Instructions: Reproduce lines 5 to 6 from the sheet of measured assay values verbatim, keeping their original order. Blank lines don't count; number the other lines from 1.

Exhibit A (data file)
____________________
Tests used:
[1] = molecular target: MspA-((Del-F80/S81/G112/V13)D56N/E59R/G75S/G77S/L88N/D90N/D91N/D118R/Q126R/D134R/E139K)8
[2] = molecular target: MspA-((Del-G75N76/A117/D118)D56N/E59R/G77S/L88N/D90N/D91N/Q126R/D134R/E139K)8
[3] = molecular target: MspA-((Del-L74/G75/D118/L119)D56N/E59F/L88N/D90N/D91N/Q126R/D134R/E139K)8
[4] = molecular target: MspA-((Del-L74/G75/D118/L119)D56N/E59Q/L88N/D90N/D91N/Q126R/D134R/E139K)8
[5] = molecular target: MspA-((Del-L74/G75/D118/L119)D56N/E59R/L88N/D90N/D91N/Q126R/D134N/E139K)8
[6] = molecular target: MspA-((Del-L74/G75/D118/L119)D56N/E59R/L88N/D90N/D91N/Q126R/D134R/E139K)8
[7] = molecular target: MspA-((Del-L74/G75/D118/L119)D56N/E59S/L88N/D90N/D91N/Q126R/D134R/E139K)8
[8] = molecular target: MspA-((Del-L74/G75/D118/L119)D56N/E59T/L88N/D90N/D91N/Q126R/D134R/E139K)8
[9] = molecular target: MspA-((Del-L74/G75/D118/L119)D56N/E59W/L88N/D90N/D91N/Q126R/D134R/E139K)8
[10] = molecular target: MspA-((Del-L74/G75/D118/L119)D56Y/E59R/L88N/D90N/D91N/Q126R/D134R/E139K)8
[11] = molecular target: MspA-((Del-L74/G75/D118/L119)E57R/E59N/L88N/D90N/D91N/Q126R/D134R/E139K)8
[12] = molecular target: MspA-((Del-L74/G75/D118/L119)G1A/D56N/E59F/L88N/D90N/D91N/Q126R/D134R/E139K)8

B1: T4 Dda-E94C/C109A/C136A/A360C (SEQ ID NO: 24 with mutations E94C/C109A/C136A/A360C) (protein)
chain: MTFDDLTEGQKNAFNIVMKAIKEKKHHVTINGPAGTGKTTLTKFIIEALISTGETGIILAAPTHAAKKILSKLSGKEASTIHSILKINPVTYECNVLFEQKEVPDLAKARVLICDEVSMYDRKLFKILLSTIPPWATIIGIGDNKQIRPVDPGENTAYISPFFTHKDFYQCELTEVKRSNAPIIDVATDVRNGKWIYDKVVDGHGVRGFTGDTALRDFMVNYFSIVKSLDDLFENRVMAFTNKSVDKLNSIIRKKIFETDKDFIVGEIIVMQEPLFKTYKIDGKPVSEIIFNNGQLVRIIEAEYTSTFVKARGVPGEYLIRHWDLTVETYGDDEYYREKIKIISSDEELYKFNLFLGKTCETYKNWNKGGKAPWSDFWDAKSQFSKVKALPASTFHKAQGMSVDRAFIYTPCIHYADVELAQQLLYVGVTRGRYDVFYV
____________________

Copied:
[4] = molecular target: MspA-((Del-L74/G75/D118/L119)D56N/E59Q/L88N/D90N/D91N/Q126R/D134R/E139K)8
[5] = molecular target: MspA-((Del-L74/G75/D118/L119)D56N/E59R/L88N/D90N/D91N/Q126R/D134N/E139K)8